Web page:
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April 30, 2017

FORT LAUDERDALE, THE VENICE OF AMERICA

Florida’s city of Fort Lauderdale has been termed as the “Venice of America” due to its intricate waterways. Tour these waterways and what you’ll encounter are many homes owned by the rich and famous. There are a few local cruise ships, the Water Taxi and a gondola ride.

An Italian flare would certainly ooze on a gondola if it weren’t for that there are no row boats allowed in these waters, thus it is powered by a motor. The gondola is quite old and enclosed, not like the ones that I have encountered in Long Beach California’s Naples Island. I didn’t find the gondolier to be very informative on his own unless I asked questions as some mood music was playing inside. If you don’t mind this, then you can pay the big bucks and even bring your own wine aboard.

I spent some time on the Water Taxi with a cost of $20 for the day, which will take you to 18 stops including the beach strip, some marinas, and locations around East Las Olas Blvd. the more “artsy” area. There is actually more than one stop along East Las Olas Blvd. To include the Science Center and IMAX, Broward Center for the Performing Arts, near the Riverwalk Arts and Entertainment District and the Museum of Art. It is the location of the Riverside Hotel that I found not only to be the best locale, but within a block of two fabulous Italian eateries.

Pan’e Dolci recently opened their second location for the utmost in gelato. I met owner Roberto Pacella as a batch of gelato was about to emit from the machine. I sampled the kiwi and tasted as if I was eating a fresh cold piece of fruit. It was a first for me on a Tirimasu gelato that actually tasted like the cake version.

Gelato isn’t the only offering as baked goods fill the showcases as well, which leads me to Roberto’s first location on East Oakland Park Blvd. near the beach strip. It isn’t unusual to find patrons talking in Italian, the area of Tuscany being displayed and current Italian music filling the air.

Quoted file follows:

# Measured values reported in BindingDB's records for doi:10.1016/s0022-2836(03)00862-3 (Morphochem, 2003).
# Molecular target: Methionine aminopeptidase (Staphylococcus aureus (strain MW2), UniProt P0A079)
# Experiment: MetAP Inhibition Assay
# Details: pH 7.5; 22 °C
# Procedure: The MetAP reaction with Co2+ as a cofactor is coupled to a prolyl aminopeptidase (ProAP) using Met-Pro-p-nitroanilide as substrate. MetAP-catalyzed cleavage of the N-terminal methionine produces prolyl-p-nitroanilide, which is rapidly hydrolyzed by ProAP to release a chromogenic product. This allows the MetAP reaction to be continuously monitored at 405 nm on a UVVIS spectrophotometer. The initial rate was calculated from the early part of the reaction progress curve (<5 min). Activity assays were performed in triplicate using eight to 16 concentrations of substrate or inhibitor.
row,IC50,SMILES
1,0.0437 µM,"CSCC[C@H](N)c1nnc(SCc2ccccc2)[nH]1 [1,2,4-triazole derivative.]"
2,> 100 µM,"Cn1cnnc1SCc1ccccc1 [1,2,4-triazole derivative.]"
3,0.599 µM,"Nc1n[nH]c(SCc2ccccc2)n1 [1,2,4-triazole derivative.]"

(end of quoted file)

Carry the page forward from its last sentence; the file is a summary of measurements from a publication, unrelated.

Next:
It was there that I sampled my two favorite pastries, sfogliatelle and cannoli. Most of the Italian pastry shops seem to do fine in the way of the sfogliatelle’s crispy shell. It’s the inside that makes a difference for me. The recipe calls for the use of ricotta cheese with the rest of the mixture up to the pastry chef. In this case and orange zest was used as was with the cannoli. I liked that. Imagine a chocolate cannoli with that orange zest.

Make sure to order a loaf of a fresh baked olive bread that filled with pitted olives. Have a sandwich or salad but by all means leave room for a showcase of pastries. Seating is available at this locale.

Gran Forno is located within steps of the Riverside Hotel. As with Pan’e Dolci, one place just isn’t enough. The bistro, called Pronto, has both tables on the outside and inside. I heard about the pizza being “real”. I watched as they prepared one. Thin dough with store made sauce and fresh mozzarella. Place it in the wood-fired oven for about two minutes and it’s perfect! You have that thin slightly crispy crust and the simple topping. That’s not to say that this is the only pizza topping.

If pizza isn’t your thing, there is always some Italian staple such as lasagna. Sandwiches are a biggy here due to having their main bakery about four blocks up on E. Las Olas. I didn’t compare the breads from Gran Forno and Pan’e Dolci but do remember that having tasted both, they were similar. Pronto doesn’t seem to push the fact that they make ice cream that’s excellent, even though it would not be construed as being gelato.

Not having made my way to the bakery, I did not sample the pastries to compare Gran Forno with Pan’e Dolci. I’ll leave that to you. I did have a cappuccino at Pronto and was served in a martini glass with a visible three layers.

Be sure to check out a store across the street that sells a sculpture of Michelangelo sculpting a statue of David.

March 10, 2011 - Giornale Italo Americano

 


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